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# w-cnt - Chapter 9 Computational Number Theory 9.1 The basic...

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Chapter 9 Computational Number Theory 9.1 The basic groups We let Z = { . . . , 2 , 1 , 0 , 1 , 2 , . . . } denote the set of integers. We let Z + = { 1 , 2 , . . . } denote the set of positive integers and N = { 0 , 1 , 2 , . . . } the set of non-negative integers. 9.1.1 Integers mod N If a, b are integers, not both zero, then their greatest common divisor, denoted gcd( a, b ), is the largest integer d such that d divides a and d divides b . If gcd( a, b ) = 1 then we say that a and b are relatively prime. If a, N are integers with N > 0 then there are unique integers r, q such that a = Nq + r and 0 r < N . We call r the remainder upon division of a by N , and denote it by a mod N . We note that the operation a mod N is defined for both negative and non-negative values of a , but only for positive values of N . (When a is negative, the quotient q will also be negative, but the remainder r must always be in the indicated range 0 r < N .) If a, b are any integers and N is a positive integer, we write a b (mod N ) if a mod N = b mod N . We associate to any positive integer N the following two sets: Z N = { 0 , 1 , . . . , N 1 } Z * N = { i Z : 1 i N 1 and gcd( i, N ) = 1 } The first set is called the set of integers mod N . Its size is N , and it contains exactly the integers that are possible values of a mod N as a ranges over Z . We define the Euler Phi (or totient) function ϕ : Z + N by ϕ ( N ) = | Z * N | for all N Z + . That is, ϕ ( N ) is the size of the set Z * N . 9.1.2 Groups Let G be a non-empty set, and let · be a binary operation on G . This means that for every two points a, b G , a value a · b is defined. Definition 9.1.1 Let G be a non-empty set and let · denote a binary operation on G . We say that G is a group if it has the following properties: 1. Closure: For every a, b G it is the case that a · b is also in G .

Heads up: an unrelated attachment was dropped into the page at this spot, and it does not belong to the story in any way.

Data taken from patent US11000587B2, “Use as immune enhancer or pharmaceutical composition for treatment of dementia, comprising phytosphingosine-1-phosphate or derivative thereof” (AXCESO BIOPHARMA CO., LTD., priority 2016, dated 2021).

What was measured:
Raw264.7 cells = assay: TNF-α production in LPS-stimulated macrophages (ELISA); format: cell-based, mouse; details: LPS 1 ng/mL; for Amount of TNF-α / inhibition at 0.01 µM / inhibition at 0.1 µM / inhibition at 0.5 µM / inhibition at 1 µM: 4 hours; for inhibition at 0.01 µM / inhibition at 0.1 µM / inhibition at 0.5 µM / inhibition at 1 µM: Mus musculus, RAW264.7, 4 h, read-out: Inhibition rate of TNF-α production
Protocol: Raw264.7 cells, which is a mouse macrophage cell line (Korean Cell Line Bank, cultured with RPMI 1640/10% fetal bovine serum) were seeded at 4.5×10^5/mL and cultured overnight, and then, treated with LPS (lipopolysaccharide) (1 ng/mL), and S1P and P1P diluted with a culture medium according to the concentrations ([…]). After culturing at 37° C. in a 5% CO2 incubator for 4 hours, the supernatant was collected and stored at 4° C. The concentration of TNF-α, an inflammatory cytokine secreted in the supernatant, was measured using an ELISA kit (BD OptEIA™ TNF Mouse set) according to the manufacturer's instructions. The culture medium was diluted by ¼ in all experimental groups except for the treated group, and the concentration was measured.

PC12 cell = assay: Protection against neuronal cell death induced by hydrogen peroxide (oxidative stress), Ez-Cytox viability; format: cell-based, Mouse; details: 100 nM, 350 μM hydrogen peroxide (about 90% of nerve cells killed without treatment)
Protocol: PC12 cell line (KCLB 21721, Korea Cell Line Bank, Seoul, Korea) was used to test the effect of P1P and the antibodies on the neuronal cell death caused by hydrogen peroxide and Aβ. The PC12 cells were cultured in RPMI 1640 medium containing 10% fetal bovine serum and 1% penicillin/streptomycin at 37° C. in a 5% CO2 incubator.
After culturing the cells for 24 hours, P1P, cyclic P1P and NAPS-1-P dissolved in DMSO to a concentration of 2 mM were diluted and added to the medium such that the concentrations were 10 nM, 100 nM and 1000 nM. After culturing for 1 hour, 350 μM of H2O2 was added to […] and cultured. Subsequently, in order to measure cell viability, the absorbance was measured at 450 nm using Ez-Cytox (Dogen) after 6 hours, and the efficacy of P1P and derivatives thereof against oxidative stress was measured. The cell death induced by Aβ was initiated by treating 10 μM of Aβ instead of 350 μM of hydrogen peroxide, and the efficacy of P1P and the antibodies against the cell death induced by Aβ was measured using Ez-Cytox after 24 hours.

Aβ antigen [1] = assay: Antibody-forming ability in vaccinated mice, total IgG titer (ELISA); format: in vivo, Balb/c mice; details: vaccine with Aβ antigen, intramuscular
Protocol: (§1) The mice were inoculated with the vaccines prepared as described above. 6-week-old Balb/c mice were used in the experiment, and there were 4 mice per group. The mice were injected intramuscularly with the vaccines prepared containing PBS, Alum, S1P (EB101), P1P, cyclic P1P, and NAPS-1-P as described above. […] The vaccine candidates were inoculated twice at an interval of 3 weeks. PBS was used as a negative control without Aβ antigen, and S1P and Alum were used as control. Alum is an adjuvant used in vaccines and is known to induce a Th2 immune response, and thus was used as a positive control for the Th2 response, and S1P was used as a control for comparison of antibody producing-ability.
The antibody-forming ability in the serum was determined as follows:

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2 COMPUTATIONAL NUMBER THEORY 2. Associativity: For every a, b, c G it is the case that ( a · b ) · c = a · ( b · c ). 3. Identity: There exists an element 1 G such that a · 1 = 1 · a = a for all a G . 4. Invertibility: For every a G there exists a unique b G such that a · b = b · a = 1 . The element b in the invertibility condition is referred to as the inverse of the element a , and is denoted a - 1 . We now return to the sets we defined above and remark on their group structure. Let N be a positive integer. The operation of addition modulo N takes input any two integers a, b and returns ( a + b ) mod N . The operation of multiplication modulo N takes input any two integers a, b and returns ab mod N . Fact 9.1.2 Let N be a positive integer. Then Z N is a group under addition modulo N , and Z * N is a group under multiplication modulo N . In Z N , the identity element is 0 and the inverse of a is a mod N = N a . In Z * N , the identity element is 1 and the inverse of a is a b Z * N such that ab 1 (mod N ). In may not be obvious why such a b even exists, but it does. We do not prove the above fact here.
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